Specializing In

Pediatric Speech, Language & Learning Center has been helping children throughout New Jersey overcome their communications difficulties. We provide speech and language services for children who present with communications impairments due to apraxia, voice disorders, auditory processing disorders, and autism. In addition, we specialize in the following disorders:

Articulation

Articulation, or speech, refers to the sounds produced that make up a language.

Typically, young speakers of Standard American English produce most vowels and consonants such as /b, d, m, and p/ by 36 months. Oftentimes these sounds are heard in early babble such as when a baby produces "mama" or "dada," and can be produced as young as 10 months.

However, the three sounds that are most often mispronounced by ages five and six are the /s/ (e.g., the tongue may protrude between the teeth as in a lisp), /r/ (e.g., the child may substitute /w/ for /r/ as in "wed" for "red"), and lastly, /th/ (e.g., "thumb" may sound like "fum").

While some children may not accurately produce these sounds until age 8, most children accurately produce all sounds by age six.

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Language Delays

A language delay can be either a receptive, expressive, or mixed language delay.

A receptive language delay is considered a delay in understanding spoken language, such as when a child has difficulty carrying out multi-step directions, or when a child may answer a question with an answer that does not pertain to the question.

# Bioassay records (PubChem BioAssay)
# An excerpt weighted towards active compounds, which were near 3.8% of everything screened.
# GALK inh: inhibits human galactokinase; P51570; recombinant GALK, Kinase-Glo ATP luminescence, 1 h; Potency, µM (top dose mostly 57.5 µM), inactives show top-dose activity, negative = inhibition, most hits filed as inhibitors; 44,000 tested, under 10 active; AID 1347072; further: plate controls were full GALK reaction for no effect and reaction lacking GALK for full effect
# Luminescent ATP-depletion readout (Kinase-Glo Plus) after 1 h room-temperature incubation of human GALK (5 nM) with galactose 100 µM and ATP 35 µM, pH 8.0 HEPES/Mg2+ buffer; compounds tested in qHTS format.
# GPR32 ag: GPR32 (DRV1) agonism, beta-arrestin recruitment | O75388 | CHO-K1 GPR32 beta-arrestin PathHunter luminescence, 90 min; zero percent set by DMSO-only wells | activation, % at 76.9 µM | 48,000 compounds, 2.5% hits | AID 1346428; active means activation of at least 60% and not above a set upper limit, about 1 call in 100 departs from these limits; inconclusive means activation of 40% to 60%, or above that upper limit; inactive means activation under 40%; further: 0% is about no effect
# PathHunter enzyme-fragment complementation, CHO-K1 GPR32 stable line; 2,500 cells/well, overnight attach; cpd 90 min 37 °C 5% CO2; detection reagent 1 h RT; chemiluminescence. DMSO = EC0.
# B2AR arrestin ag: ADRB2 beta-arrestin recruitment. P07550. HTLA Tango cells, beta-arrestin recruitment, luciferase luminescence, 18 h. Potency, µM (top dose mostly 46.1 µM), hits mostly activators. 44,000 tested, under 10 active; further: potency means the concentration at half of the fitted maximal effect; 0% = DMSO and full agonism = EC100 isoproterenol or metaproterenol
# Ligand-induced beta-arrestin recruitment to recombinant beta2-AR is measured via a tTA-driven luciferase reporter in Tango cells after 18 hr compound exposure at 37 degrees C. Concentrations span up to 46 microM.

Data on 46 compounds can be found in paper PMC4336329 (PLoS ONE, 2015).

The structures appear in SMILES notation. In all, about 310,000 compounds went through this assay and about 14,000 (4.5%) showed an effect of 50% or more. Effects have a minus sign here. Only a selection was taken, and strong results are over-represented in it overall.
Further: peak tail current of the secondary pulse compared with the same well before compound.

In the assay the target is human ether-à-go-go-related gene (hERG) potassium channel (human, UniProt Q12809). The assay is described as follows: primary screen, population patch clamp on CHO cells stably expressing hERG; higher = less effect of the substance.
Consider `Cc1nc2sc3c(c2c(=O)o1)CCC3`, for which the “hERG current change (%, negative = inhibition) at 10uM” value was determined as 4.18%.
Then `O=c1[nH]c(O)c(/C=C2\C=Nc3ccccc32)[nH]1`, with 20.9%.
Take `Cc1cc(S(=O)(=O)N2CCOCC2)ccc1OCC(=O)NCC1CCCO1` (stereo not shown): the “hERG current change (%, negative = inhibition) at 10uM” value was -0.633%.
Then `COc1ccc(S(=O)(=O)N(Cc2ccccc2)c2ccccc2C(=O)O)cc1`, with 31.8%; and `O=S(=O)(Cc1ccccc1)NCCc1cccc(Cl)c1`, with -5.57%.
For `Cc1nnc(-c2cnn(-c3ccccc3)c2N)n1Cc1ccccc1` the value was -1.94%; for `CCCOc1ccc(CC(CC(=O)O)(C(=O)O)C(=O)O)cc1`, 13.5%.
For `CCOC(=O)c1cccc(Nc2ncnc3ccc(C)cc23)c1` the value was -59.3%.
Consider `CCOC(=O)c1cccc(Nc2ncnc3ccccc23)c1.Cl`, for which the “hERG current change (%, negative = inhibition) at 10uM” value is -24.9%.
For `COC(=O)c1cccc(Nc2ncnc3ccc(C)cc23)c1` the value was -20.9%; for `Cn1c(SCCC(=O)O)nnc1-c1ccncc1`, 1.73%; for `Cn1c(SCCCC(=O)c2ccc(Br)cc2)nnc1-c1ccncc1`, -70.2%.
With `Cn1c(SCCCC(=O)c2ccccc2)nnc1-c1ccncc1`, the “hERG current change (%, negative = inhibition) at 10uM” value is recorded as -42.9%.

An expressive language delay may refer to a delay in putting words together, or a delay at a higher level, in which the child may not ask questions or use an age-appropriate sentence structure.

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Stuttering

Stuttering is an incoordination, of breathing, articulation, and phonation, also known as a Dysfluency. In simple terms, stuttering is considered a disruption of speech and the timing pattern of speech.

Children as young as two may demonstrate stuttering behaviors, such as repeating a word or sound such as "M-M-M-Mommy, I want juice." These repeated sounds are often in the beginning positions of words and are sometimes accompanied by eye twitching and facial grimaces while the child is struggling to state the word.

While "developmental dysfluency" is considered normal if stuttering events are less than 10 percent of a child's conversation, and occur during a normal achievement of a language milestone (e.g., combining three-to-four words to make a sentence), developmental stuttering dissipates in a matter of weeks to a couple of months and is hard to diagnose at the onset of the stuttering.

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Pediatric Speech, Language
& Learning Center
230 Sherman Avenue
Berkeley Heights | NJ | 07722
908-790-9555

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